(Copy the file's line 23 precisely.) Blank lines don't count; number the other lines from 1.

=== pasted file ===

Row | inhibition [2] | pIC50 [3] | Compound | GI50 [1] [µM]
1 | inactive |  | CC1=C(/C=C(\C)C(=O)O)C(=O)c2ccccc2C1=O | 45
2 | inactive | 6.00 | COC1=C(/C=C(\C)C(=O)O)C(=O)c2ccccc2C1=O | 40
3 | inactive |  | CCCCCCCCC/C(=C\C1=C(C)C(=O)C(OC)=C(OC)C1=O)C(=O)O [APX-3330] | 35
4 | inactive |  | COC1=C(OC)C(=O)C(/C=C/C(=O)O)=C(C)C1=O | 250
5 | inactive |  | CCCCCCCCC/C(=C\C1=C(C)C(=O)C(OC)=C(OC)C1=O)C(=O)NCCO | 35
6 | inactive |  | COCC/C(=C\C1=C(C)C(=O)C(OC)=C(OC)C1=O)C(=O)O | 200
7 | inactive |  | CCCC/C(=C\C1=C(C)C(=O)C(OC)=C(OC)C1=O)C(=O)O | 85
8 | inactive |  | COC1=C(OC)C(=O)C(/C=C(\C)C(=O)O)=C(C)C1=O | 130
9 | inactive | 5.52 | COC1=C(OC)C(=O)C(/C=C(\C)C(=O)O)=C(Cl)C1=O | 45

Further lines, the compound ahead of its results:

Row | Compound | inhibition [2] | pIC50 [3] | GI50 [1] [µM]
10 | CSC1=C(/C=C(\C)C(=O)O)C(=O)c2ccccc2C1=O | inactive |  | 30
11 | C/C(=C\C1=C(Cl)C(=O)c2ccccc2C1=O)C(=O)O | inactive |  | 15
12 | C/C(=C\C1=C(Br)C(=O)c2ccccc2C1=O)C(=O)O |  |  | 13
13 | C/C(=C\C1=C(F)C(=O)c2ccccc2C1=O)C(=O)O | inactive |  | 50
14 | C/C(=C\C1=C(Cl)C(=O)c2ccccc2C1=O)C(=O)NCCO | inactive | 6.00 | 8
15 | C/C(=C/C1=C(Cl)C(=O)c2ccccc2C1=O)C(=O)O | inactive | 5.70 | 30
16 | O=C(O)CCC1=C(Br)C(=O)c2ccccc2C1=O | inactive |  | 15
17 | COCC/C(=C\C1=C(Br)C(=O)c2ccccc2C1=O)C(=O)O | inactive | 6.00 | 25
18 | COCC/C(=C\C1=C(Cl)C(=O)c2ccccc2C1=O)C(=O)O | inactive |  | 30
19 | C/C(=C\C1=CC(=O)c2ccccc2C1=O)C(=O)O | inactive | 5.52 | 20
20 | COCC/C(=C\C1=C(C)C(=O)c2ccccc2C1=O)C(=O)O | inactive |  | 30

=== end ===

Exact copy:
20 | COCC/C(=C\C1=C(C)C(=O)c2ccccc2C1=O)C(=O)O | inactive |  | 30